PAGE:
UK – The UK’s pensions minister has defended the government’s plans to offer a lump sum to people who retire late, saying that extending working lives is essential.

“Through the pension credit, enhanced occupational pensions protection and simplification of pensions taxation, we are taking radical measures to enhance security for retirement,” Smith said.

“But for a future where people will be living longer, the agenda off extending working lives is surely also essential, and all the better when we can address it through proposals, such as the lump sum, that genuinely extend choice,” Smith wrote in a letter to the Financial Times.

Earlier this month Smith announced plans to pay a lump sum of up to 30,000 pounds (43,000 euros) to people who defer their retirement for five years – though he rejected a raise in the state retirement age. The announcement met with a mixed response, with some observers welcoming it while others called it a gimmick.

“What the lump sum will do is bring home to people how retirement prospects can be enhanced significantly where they choose to work a little longer,” Smith wrote today.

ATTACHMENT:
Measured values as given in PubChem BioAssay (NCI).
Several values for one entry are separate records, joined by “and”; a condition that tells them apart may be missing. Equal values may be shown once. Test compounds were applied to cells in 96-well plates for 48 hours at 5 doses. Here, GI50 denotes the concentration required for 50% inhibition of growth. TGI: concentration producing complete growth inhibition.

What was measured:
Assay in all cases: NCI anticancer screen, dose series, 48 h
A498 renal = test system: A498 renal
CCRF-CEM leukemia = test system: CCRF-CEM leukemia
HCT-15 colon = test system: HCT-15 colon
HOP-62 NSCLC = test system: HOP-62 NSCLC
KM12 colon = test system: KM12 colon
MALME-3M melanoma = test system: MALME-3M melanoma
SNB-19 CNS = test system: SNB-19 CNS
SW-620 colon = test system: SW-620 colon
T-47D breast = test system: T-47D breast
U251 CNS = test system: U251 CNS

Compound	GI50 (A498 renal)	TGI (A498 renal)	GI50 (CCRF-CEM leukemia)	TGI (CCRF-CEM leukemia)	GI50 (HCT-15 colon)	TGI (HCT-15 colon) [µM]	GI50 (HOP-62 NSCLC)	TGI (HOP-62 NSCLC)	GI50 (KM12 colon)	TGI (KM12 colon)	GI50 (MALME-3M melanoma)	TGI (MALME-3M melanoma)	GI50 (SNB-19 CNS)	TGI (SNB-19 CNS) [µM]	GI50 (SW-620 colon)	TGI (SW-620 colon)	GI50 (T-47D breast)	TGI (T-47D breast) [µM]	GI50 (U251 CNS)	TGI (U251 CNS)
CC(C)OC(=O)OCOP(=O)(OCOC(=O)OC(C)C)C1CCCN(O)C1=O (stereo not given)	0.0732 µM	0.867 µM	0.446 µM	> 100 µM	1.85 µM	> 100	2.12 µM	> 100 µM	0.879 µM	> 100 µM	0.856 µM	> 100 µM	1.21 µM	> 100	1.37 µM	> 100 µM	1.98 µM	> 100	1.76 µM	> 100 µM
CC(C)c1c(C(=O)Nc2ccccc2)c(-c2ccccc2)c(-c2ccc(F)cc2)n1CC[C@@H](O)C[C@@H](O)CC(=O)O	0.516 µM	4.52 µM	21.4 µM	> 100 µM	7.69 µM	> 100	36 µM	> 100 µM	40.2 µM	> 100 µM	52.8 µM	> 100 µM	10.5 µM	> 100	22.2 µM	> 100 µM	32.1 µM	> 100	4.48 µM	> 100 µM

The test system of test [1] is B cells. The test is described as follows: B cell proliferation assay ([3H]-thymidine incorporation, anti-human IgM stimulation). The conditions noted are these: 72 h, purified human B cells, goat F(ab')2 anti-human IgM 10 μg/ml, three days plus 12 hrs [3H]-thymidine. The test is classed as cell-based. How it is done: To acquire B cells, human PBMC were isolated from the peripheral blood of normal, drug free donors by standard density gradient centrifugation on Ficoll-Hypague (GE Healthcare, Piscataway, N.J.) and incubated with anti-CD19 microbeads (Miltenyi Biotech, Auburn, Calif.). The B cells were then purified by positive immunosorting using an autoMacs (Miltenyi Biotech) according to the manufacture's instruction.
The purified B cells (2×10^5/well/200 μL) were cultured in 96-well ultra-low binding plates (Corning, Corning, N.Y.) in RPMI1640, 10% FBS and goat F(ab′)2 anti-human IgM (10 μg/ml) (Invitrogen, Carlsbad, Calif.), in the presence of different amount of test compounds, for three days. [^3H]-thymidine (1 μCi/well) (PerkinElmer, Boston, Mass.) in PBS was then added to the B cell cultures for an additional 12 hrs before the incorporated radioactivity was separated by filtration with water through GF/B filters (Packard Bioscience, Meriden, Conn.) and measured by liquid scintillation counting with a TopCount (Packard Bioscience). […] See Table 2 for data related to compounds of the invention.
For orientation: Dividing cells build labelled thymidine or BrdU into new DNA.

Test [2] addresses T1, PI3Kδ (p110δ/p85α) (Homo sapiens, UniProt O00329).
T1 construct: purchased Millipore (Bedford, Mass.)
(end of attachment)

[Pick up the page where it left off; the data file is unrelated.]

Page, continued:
Meanwhile pensions minister Malcolm Wicks has said that the “live for today” culture is setting young people up for a shock in retirement.

He told a conference today: “Young people are spending an average of 96 pounds a week on leisure activities and the consumer culture in which we live, and yet most people say they want to retire on a pension worth two-thirds of their final salary.”

"Good pensions mean partnership. Government and employers both have a vital role. But let's face up to the facts: individual responsibility is crucial, and this is especially true for young people where pension savings are often low.”